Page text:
Warner’s DVD includes a “video commentary” from the stars, who sit in front of a small monitor with lit candles and snacks, and provide some discussion for key scenes in the movie; a host of deleted scenes, with commentary from Kwapis; an interview with Brashares; and several featurettes. The 2.35 transfer is vibrant and the 5.1 Dolby Digital sound just right for this kind of film.

New From Universal

THE BIG LEBOWSKI: COLLECTOR’S EDITION (****, 1998). 118 mins., R, Focus/Universal. DVD SPECIAL FEATURES: Remastered Transfer; Making Of featurette; Jeff Bridges photo gallery; “Introduction” by “Mortimer Young”; 1.85 Widescreen, 5.1 Dolby Digital sound.

Personal preference will dictate how much enjoyment you get out of the Coen Brothers’ 1998 romp, but for this critic, “The Big Lebowski” ranks as one of the funniest movies of all-time.

A brilliant mix of social satire, detective thrillers, and general observations on the human condition, “Lebowski” sends stoner bowler Jeff Bridges into a noir-ish mystery involving a millionaire daughter’s missing toe and -- more essentially -- Bridges’ stolen rug. The odyssey that follows is a hysterical, endlessly quotable adventure with Bridges joined by bowling cohorts John Goodman (never better than here) and Steve Buscemi as he attempts to uncover the truth and re-cover his beloved (and soiled) rug.

Having shown “The Big Lebowski” to a variety of viewers over the years, the reactions to this Coen effort have run from manic laughter to general disappointment. Yet I still haven’t laughed so hard and consistently at a film since “Lebowski” was released in 1998 -- some of the individual scenes are nothing short of uproarious, and it holds up just as well on repeat viewing.

Polygram originally released “Lebowski” on DVD in the fledgling days of the format, so fans have been clamoring for a re-issue for some time. Alas, Universal’s Collector’s Edition (out this week) is short on special features, offering only the same Making Of featurette from the previous disc; a photo gallery of Jeff Bridges’ behind-the-scenes pictures; and a tongue-in-cheek “restoration introduction” by “non-uptight film preservationist Mortimer Young.” Since the Coens aren’t renowned for their affiliation with Special Edition DVDs, it shouldn’t come as much of a shock that the DVD isn’t packed with new material, though unlike even the Special Edition of “Blood Simple” (which at least had a cinematographer commentary), the special features here register barely a blip on the radar.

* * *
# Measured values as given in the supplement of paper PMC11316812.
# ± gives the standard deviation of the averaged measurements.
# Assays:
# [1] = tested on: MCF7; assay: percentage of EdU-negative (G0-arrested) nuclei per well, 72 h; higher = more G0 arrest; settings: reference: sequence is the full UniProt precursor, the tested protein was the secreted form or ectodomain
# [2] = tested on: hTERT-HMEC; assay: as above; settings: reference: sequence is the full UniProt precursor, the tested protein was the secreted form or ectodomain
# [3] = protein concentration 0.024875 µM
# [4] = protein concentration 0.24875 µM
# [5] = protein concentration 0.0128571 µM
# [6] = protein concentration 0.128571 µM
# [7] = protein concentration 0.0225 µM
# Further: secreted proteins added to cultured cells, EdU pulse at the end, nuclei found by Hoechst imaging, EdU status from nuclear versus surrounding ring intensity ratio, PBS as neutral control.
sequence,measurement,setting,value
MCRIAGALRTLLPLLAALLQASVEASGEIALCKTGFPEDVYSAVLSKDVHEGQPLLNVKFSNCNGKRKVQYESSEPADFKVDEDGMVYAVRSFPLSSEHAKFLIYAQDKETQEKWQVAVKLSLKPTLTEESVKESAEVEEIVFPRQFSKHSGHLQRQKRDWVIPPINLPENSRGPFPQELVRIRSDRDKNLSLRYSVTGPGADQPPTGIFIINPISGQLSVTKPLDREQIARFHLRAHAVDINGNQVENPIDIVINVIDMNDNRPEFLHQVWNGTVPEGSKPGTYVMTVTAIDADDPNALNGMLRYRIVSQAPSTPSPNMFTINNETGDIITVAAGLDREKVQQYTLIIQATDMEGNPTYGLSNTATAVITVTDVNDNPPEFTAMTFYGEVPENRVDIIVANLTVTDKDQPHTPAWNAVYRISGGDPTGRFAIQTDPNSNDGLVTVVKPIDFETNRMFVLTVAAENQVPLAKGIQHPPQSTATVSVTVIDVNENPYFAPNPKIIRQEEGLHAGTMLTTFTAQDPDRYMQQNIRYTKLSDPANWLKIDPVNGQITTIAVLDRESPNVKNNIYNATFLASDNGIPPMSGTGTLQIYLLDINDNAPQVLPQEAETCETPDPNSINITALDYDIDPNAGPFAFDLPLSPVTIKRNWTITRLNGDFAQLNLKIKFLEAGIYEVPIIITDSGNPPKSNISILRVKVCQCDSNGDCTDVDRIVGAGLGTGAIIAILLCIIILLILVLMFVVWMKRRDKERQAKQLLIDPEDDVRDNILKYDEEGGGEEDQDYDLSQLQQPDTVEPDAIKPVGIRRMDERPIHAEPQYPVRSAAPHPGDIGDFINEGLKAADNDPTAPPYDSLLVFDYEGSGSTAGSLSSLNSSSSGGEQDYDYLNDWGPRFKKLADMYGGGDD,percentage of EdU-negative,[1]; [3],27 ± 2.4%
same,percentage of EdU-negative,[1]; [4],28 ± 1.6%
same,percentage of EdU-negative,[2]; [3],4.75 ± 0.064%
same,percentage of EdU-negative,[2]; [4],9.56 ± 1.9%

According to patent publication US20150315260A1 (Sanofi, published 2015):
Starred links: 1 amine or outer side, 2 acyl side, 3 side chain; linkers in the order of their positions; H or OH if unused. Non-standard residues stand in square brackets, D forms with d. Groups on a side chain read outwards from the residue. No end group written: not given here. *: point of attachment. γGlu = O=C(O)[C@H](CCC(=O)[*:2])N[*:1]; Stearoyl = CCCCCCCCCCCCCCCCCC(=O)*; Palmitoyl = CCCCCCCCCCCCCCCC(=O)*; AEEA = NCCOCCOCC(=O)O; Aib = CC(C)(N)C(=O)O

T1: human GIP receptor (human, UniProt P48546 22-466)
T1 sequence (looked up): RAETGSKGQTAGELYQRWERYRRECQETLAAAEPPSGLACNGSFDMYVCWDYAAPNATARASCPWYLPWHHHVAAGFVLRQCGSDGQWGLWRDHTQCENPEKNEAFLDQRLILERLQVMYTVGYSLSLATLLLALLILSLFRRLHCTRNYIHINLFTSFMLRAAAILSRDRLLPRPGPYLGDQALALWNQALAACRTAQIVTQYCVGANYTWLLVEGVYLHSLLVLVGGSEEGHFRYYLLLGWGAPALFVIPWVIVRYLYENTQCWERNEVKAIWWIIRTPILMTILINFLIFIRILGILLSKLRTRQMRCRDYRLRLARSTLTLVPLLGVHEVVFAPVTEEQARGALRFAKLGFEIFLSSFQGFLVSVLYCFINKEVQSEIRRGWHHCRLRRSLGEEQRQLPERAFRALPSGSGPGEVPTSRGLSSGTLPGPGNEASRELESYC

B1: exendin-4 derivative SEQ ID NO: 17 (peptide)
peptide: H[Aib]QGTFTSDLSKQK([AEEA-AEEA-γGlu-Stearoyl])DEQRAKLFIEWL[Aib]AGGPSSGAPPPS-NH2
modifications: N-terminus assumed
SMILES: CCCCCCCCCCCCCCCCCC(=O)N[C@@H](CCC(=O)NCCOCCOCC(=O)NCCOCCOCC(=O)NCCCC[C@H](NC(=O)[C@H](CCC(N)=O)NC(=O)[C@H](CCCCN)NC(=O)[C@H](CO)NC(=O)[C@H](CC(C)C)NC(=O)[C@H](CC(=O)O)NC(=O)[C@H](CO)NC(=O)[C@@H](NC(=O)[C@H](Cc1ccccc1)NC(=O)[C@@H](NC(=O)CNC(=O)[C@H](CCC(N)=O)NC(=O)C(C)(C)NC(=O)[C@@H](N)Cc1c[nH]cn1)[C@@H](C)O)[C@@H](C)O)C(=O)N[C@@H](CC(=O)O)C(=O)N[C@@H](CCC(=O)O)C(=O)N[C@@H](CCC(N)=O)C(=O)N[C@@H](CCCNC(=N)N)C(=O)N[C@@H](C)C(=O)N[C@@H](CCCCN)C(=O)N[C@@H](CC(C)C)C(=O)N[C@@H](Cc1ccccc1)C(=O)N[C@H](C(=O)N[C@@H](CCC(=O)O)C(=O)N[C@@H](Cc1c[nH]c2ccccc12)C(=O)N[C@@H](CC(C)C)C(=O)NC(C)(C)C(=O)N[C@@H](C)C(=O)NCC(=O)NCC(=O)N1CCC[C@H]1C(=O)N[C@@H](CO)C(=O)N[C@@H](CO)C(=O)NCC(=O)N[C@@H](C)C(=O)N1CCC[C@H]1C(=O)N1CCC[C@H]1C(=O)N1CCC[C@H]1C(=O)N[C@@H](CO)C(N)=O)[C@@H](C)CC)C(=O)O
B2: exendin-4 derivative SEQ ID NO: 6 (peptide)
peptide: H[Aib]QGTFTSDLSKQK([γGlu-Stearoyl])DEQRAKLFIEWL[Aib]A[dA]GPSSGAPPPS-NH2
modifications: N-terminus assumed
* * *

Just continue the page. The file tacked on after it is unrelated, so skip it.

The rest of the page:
Still, for just about $10 in most outlets, it’s not a bad deal to pick up the DVD for its new, 16:9 enhanced transfer, one that easily surpasses Polygram’s previous release, while the 5.1 Dolby Digital sound is just as satisfying as its predecessor.

UNLEASHED (**, 102 mins., 2005, NR; Rogue/Universal): Jet Li stars as the “pet” killing machine of a Euro crime boss (Bob Hoskins) who breaks free from his “master” and into the home of a blind pianist (Morgan Freeman), where he tries to start a new life. Luc Besson wrote and co-produced (with Li) this noble attempt at an action piece with more character development than usual, yet the finished film is tedious and predictable, with Kerry Condon severely miscast as the female lead. Universal’s DVD offers a pair of featurettes, music videos, and an interview with director Luis Leterrier, and comes in both Unrated and R-rated Widescreen versions. The 2.35 transfer is excellent, as are the 5.1 DTS and Dolby Digital soundtracks.

KICKING & SCREAMING (*½, 95 mins, 2005, PG; Universal): Will Ferrell screams more than kicks his way through this mind-numbing studio concoction that will test the patience of even the most ardent Ferrell aficionado. As a dad who coaches his son’s youth soccer team, Ferrell goes overboard with his frantic personality, making even co-star Mike Ditka appear restrained by comparison. Robert Duvall, meanwhile, must have cashed the check o’plenty for his supporting role in Jesse Dylan’s by-the-numbers kid-flick, which scared up only modest returns at the box-office. Universal’s DVD offers deleted scenes, outtakes, and standard featurettes. The 2.35 transfer and 5.1 Dolby Digital sound are both adequate.

CARLITO’S WAY: RISE TO POWER (**, 2005, 100 mins., R; Rogue/Universal): Mediocre prequel to the Al Pacino-Brian DePalma cult favorite is respectable enough as made-for-video projects go, though that admittedly doesn’t say a whole lot. Jay Hernandez here steps into Pacino’s shoes as a young Carlito, just about to gain power in the Spanish Harlem underworld. Martin Bregman produced and recruited his son, Michael, to helm “Rise To Power,” which would have likely been dismissed as just another routine crime melodrama had it not borne an association with the original “Carlito’s Way.” Rogue’s DVD offers deleted scenes and a pair of featurettes, plus an okay 1.85 widescreen transfer and 5.1 Dolby Digital sound.

NEXT TIME: Part 2 of our Aisle Seat Halloween Celebration, with SINGLE WHITE FEMALE 2 and more! Don't forget to drop in on the official Aisle Seat Message Boards, direct any emails to the link above and we'll catch you then. Cheers!


Get Firefox!

All Reviews, Site and Design by Andy Dursin